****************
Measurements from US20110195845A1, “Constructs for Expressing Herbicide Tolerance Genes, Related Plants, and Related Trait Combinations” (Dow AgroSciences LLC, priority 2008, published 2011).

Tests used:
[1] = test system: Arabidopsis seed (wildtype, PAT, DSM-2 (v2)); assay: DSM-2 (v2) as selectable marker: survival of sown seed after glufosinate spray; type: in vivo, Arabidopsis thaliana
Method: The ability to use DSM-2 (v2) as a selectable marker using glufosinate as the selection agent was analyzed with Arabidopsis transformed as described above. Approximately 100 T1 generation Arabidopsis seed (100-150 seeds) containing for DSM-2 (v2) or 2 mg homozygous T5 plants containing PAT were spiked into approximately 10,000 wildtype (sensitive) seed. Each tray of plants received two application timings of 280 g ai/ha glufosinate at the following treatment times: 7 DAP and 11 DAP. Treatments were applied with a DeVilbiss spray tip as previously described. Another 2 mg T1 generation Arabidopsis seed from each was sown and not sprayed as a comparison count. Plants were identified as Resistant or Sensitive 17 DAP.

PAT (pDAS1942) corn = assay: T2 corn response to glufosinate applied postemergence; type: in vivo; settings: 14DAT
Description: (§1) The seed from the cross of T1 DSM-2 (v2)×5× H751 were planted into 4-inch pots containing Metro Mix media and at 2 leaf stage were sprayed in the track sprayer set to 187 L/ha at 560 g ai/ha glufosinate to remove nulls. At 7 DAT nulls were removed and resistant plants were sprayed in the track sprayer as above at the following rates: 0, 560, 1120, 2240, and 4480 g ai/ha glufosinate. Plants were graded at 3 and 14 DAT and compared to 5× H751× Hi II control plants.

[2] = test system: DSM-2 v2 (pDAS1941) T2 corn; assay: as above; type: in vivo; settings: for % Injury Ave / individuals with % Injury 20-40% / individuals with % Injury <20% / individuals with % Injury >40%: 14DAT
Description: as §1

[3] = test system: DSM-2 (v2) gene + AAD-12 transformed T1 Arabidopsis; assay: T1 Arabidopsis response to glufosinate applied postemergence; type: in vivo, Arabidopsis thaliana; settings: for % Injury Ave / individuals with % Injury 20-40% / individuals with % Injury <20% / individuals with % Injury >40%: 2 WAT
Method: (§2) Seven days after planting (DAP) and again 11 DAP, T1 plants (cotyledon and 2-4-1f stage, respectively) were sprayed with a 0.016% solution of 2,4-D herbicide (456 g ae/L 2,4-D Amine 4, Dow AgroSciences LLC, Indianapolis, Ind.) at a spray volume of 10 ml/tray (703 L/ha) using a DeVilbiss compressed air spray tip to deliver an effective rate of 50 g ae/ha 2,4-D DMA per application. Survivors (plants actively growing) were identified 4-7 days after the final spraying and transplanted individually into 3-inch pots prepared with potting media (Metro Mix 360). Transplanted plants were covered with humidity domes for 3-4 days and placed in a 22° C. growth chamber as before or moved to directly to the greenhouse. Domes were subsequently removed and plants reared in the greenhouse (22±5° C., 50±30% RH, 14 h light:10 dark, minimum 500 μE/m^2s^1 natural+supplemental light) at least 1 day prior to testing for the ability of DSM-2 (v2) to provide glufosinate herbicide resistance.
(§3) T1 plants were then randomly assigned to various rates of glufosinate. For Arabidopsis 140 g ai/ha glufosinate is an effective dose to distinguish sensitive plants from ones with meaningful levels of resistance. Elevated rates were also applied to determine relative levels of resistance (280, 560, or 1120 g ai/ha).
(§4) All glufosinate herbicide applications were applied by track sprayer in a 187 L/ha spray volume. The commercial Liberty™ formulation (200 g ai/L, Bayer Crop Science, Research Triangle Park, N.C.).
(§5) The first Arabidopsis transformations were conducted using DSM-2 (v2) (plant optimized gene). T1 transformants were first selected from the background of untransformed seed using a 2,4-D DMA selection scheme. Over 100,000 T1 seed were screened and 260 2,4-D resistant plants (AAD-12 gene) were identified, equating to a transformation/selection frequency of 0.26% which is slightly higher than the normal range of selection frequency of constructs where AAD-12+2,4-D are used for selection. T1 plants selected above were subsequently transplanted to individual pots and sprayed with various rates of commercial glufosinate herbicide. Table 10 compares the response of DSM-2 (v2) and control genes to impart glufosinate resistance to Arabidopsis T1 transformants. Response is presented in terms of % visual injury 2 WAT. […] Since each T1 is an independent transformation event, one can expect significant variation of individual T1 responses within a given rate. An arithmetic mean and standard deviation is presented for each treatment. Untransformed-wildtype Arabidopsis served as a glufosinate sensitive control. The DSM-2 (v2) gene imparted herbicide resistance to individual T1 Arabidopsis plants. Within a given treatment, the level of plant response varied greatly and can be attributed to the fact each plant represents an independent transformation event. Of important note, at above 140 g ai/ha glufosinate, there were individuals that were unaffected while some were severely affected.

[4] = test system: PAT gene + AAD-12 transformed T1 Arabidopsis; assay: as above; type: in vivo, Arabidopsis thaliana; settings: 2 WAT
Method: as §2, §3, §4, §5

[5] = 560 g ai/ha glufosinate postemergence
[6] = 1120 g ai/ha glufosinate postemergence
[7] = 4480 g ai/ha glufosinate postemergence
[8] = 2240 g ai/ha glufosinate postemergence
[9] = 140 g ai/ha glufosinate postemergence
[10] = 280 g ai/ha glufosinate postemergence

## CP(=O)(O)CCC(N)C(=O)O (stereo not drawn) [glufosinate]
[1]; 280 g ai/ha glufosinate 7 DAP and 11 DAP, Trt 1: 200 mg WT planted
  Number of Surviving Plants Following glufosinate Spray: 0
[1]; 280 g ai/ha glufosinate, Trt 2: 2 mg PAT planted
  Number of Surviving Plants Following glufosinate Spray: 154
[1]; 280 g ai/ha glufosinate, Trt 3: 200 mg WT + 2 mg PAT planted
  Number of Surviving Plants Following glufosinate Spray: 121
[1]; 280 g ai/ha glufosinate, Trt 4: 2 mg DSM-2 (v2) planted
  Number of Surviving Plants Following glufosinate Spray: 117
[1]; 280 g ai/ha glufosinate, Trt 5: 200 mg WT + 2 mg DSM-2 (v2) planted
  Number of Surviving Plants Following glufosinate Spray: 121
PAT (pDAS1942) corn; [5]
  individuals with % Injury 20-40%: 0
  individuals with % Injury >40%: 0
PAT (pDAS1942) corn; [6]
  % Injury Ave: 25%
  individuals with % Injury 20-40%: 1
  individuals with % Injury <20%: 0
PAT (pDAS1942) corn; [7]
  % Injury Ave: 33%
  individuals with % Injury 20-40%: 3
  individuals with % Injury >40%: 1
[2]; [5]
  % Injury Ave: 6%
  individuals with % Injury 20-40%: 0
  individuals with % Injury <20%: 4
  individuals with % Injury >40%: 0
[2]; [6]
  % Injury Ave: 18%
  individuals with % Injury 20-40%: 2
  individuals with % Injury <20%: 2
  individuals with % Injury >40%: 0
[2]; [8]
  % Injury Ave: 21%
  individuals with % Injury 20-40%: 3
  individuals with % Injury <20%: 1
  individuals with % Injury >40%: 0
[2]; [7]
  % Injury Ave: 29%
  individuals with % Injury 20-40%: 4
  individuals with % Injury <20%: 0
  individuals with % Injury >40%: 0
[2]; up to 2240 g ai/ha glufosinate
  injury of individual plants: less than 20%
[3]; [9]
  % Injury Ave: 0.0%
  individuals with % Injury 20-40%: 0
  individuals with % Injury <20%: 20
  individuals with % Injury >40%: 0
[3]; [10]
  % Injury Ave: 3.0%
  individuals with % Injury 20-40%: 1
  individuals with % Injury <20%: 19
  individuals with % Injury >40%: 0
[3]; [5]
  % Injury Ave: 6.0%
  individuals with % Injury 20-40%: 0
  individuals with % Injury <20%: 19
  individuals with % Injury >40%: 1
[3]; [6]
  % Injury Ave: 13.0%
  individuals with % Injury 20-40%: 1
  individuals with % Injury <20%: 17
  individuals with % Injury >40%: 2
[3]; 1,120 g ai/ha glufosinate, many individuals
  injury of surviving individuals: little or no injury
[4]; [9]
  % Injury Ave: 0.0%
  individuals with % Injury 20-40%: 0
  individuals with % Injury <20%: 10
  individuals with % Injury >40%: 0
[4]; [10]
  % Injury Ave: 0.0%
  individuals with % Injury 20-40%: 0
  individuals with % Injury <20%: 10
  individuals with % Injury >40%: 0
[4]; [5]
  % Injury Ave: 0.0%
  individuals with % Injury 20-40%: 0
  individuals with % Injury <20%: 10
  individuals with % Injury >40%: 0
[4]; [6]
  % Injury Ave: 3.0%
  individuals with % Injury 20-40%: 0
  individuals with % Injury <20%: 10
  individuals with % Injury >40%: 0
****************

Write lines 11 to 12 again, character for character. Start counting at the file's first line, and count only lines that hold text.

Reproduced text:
(§3) T1 plants were then randomly assigned to various rates of glufosinate. For Arabidopsis 140 g ai/ha glufosinate is an effective dose to distinguish sensitive plants from ones with meaningful levels of resistance. Elevated rates were also applied to determine relative levels of resistance (280, 560, or 1120 g ai/ha).
(§4) All glufosinate herbicide applications were applied by track sprayer in a 187 L/ha spray volume. The commercial Liberty™ formulation (200 g ai/L, Bayer Crop Science, Research Triangle Park, N.C.).